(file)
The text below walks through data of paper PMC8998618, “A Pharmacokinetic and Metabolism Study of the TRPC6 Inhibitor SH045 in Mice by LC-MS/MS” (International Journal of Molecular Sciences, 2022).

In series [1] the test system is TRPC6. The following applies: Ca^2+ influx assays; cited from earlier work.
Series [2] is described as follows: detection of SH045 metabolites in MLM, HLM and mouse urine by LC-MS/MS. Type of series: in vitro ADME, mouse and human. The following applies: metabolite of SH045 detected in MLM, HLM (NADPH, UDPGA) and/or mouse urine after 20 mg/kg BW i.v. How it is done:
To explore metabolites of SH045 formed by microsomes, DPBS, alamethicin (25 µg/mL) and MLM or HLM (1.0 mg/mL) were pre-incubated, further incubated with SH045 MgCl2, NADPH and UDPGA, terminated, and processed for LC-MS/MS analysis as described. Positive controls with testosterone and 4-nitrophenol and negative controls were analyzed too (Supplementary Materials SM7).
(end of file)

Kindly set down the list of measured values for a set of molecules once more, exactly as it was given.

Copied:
The text below walks through data of paper PMC8998618, “A Pharmacokinetic and Metabolism Study of the TRPC6 Inhibitor SH045 in Mice by LC-MS/MS” (International Journal of Molecular Sciences, 2022).

In series [1] the test system is TRPC6. The following applies: Ca^2+ influx assays; cited from earlier work.
Series [2] is described as follows: detection of SH045 metabolites in MLM, HLM and mouse urine by LC-MS/MS. Type of series: in vitro ADME, mouse and human. The following applies: metabolite of SH045 detected in MLM, HLM (NADPH, UDPGA) and/or mouse urine after 20 mg/kg BW i.v. How it is done:
To explore metabolites of SH045 formed by microsomes, DPBS, alamethicin (25 µg/mL) and MLM or HLM (1.0 mg/mL) were pre-incubated, further incubated with SH045 MgCl2, NADPH and UDPGA, terminated, and processed for LC-MS/MS analysis as described. Positive controls with testosterone and 4-nitrophenol and negative controls were analyzed too (Supplementary Materials SM7).